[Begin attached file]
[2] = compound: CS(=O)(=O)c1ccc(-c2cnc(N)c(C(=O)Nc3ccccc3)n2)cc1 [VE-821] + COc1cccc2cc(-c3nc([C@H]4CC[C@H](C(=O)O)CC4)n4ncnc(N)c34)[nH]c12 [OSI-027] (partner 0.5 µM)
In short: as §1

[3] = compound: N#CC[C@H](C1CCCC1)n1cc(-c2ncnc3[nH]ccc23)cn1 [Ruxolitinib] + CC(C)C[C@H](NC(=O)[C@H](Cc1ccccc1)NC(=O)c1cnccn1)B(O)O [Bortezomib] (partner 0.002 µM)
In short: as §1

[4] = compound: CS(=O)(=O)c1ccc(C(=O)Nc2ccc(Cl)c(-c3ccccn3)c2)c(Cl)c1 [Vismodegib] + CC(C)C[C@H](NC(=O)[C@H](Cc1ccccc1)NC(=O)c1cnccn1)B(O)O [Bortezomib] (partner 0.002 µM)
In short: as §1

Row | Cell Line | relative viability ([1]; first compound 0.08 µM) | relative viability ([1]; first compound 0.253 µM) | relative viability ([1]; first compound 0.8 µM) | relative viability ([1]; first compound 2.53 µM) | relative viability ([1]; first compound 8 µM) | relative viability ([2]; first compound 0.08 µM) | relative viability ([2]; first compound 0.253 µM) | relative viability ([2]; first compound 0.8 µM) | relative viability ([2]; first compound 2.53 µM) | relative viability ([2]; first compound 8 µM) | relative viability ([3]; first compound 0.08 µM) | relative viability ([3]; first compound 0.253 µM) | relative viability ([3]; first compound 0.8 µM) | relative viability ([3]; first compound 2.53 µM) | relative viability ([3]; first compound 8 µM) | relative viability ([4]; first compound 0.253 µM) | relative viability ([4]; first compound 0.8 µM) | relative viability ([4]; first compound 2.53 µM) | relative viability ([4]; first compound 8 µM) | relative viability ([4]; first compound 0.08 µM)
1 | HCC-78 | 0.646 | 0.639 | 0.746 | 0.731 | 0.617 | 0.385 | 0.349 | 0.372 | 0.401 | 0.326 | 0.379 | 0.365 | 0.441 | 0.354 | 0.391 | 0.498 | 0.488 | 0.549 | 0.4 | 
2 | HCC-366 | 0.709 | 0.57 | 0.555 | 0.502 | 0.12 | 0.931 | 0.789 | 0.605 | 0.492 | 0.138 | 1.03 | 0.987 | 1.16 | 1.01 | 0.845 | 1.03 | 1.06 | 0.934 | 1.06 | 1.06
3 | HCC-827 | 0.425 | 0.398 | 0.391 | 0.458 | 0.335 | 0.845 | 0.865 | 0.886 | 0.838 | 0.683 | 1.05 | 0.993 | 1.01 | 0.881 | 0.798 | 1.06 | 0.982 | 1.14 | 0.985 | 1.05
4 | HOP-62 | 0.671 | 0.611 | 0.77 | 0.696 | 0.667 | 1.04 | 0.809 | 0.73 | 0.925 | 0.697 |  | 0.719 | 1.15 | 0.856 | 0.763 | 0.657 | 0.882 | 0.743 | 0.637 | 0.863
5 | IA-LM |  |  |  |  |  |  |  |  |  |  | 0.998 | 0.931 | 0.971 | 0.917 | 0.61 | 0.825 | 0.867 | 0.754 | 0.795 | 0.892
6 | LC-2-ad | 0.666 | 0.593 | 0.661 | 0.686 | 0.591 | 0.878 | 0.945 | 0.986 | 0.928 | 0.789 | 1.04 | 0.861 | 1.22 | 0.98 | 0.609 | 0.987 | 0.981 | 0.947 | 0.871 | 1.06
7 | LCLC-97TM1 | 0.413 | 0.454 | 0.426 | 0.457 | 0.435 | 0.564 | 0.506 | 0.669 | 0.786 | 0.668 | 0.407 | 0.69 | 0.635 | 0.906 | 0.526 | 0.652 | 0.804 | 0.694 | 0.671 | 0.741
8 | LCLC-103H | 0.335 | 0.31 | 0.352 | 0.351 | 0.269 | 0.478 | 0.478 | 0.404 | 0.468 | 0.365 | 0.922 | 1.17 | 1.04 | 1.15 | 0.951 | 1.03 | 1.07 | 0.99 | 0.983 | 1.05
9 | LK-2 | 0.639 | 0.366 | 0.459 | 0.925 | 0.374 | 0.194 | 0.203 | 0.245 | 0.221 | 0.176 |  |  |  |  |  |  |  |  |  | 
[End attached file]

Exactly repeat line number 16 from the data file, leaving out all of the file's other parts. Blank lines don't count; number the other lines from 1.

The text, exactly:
9 | LK-2 | 0.639 | 0.366 | 0.459 | 0.925 | 0.374 | 0.194 | 0.203 | 0.245 | 0.221 | 0.176 |  |  |  |  |  |  |  |  |  | 